Because of the large number of crossovers, there was much interest in the as-treated analysis, which was prespecified as a sensitivity analysis of the primary results. This analysis showed a 3.9 percent absolute risk reduction — and a 27 percent relative reduction — in the primary end point with ablation versus drug therapy. That was a statistically significant effect, as was the 3.1 percent absolute reduction in all-cause death with ablation versus drug therapy.
Dr. Wazni: To me, these results are encouraging in that this was a large study showing that ablation actually works in keeping people in sinus rhythm more than medications do. It also showed that ablation is a safe strategy in these patients, as the complication rate was very low. And subgroup analyses showed that certain populations, including younger patients and patients with heart failure, tended to do much better with ablation versus medical treatment.
Those findings in the heart failure subgroup corroborate results from the CASTLE-AF trial published earlier this year in the New England Journal of Medicine, which found catheter ablation superior to medical therapy in reducing a composite of all-cause death and hospitalization for worsening heart failure in patients with both atrial fibrillation and heart failure.
Additionally, in view of CABANA’s challenges in enrolling patients and getting them to stick with their assigned therapy, the fact that so many patients who were supposed to get medical therapy ended up getting ablation suggests that medical therapy is not a good long-term solution for a sizeable number of patients.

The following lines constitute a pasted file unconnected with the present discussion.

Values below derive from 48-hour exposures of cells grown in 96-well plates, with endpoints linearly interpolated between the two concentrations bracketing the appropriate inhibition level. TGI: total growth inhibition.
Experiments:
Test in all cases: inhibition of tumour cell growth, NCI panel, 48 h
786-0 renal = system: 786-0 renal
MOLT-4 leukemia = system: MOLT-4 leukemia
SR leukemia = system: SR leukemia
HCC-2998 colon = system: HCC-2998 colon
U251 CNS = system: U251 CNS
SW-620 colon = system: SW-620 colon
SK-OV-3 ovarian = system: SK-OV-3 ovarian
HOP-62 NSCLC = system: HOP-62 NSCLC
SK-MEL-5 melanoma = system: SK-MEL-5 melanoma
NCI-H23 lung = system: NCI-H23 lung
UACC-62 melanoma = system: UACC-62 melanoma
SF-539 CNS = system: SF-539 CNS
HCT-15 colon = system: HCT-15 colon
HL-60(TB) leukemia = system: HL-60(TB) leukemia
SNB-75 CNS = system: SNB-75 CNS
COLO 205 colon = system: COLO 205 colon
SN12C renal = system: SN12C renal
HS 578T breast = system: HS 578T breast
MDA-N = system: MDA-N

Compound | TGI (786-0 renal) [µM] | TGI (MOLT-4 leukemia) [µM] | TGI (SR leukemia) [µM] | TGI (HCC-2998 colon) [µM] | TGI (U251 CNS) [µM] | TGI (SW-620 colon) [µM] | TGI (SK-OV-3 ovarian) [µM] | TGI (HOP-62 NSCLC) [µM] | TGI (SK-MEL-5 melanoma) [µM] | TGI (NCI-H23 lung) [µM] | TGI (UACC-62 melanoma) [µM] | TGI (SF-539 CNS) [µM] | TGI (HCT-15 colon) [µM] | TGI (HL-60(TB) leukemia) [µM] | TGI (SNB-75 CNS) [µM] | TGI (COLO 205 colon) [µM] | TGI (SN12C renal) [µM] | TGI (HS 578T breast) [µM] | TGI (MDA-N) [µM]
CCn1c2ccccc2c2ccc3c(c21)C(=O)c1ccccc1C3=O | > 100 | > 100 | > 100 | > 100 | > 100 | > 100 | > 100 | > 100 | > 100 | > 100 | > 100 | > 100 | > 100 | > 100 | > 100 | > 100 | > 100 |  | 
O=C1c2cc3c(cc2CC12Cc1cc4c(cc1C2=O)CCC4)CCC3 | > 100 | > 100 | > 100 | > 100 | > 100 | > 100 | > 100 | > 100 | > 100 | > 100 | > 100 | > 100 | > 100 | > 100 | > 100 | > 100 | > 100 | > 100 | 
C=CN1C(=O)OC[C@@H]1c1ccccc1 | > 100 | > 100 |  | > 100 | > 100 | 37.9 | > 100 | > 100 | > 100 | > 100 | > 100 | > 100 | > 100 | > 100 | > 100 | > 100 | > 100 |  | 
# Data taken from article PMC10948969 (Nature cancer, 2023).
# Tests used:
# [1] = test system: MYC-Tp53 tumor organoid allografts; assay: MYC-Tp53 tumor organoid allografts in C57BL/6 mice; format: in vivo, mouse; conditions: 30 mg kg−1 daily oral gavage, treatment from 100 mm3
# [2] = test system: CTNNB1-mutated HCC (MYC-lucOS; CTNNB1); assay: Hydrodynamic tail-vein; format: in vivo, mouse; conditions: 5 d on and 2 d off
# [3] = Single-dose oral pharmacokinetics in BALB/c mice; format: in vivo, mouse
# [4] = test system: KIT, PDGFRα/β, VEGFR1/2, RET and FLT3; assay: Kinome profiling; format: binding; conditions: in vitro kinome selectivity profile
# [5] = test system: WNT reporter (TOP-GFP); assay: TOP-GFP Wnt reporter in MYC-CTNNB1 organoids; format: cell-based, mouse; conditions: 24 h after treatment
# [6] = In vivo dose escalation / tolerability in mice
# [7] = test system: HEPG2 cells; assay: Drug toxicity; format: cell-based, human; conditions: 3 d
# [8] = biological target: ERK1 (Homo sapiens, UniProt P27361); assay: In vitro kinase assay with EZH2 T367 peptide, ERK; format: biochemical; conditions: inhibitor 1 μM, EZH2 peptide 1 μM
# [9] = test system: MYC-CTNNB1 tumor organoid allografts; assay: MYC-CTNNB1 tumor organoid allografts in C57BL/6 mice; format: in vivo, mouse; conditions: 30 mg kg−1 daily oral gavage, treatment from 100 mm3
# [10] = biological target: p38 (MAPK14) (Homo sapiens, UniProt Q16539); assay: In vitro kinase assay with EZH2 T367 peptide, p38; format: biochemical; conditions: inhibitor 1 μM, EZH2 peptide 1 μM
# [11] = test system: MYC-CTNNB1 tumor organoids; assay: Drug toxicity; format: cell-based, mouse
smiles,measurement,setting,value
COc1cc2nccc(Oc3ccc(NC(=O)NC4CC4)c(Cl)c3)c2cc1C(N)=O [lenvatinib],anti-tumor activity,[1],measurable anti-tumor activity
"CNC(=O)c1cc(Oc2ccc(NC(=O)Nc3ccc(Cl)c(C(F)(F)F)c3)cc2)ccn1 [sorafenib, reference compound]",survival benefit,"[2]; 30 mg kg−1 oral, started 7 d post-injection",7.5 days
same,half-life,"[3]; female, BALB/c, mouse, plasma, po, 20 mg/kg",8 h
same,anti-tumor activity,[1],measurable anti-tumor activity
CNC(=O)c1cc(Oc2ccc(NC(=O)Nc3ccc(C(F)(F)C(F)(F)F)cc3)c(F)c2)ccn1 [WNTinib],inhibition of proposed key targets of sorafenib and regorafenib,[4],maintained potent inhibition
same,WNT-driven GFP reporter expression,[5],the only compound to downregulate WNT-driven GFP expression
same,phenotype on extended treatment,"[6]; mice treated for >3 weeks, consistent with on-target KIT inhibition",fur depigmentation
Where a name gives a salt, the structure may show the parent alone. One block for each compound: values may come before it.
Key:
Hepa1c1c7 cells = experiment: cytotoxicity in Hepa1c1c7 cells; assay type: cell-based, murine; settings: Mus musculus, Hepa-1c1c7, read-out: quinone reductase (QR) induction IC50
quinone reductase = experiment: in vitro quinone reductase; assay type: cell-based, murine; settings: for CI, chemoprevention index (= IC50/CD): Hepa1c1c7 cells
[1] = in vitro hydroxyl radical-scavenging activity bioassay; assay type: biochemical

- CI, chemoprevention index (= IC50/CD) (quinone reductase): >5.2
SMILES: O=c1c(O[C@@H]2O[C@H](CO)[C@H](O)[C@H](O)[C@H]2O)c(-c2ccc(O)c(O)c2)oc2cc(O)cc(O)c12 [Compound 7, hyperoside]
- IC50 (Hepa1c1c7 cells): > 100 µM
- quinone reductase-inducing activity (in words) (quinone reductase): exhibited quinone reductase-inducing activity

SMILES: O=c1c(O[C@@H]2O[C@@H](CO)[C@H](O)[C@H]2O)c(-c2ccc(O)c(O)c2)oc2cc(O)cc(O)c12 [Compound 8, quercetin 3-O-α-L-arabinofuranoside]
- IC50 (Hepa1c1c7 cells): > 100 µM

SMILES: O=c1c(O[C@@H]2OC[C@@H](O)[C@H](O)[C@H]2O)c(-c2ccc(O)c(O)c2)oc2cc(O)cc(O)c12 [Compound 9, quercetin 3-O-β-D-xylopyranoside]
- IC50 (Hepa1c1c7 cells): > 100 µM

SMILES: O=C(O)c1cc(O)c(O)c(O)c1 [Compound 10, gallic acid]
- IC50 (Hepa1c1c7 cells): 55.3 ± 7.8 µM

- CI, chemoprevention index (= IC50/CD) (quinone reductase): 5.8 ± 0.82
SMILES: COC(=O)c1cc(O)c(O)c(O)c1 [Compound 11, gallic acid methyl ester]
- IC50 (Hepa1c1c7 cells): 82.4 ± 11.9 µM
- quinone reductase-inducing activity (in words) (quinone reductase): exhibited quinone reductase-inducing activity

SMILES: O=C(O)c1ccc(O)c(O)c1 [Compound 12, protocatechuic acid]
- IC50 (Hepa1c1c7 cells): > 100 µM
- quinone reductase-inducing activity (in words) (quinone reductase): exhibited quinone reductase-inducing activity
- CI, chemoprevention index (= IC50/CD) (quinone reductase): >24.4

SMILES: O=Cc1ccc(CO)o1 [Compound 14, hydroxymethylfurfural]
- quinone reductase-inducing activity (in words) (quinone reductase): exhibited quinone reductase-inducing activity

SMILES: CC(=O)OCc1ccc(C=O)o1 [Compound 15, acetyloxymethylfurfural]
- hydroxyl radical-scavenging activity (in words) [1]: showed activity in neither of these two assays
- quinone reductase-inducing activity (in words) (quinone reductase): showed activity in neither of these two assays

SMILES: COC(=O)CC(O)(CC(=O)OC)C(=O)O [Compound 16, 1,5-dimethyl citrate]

Dr. Lindsay: I think the debate will now focus on what to do with a trial with this much crossover. Part of the issue is that we need to better understand the demographics of the patients who were assigned to ablation but didn’t end up getting ablation.
But the debate shouldn’t distract us from why patients seek to undergo ablation in the first place, which is to alleviate symptoms. That hasn’t changed. If anything, CABANA provides support for using ablation for that purpose because recurrence rates were lower in the patients who had ablations. The real question is whether there’s additional benefit. The answer, I suppose, is maybe. But this study will provoke a lot of discussion around that question.
Dr. Wazni: Here at Cleveland Clinic, we’ve been working to determine subgroups of patients who may benefit from ablation, especially if it’s done sooner than later. Our data [discussed in this earlier post] are consistent with the idea that the sooner we intervene with ablation, the better the overall outcomes, especially in younger patients and those with heart failure. So I’m encouraged by the results from CABANA.
Dr. Lindsay: In thinking about these issues, it’s important for patients and physicians to recognize just how much atrial fibrillation is a progressive disorder. As you noted, our data suggest that earlier intervention seems to offer a better outcome than waiting so long that progressive changes begin to develop in the atria, which are harder to reverse. Data from the CASTLE trial and other investigations suggest that for patients with heart failure, the hospitalization rate can be reduced by restoring these patients to a normal rhythm.
A lot of judgment and selection are involved in making these decisions. Some patients who are doing well don’t need to undergo ablation unnecessarily. But for those who do have symptoms or in whom management would be difficult because of progressive heart failure, that’s where it’s more clear that ablation offers a benefit. As for these other parameters we’ve discussed, we’ll see where the debate brings us over the next five or six years.
This post was derived from a recent episode of Cleveland Clinic’s “Cardiac Consult” podcast for healthcare professionals. For the full 15-minute discussion between Drs. Wazni and Lindsay, listen to the episode here or subscribe to the podcast here or wherever you get your podcasts.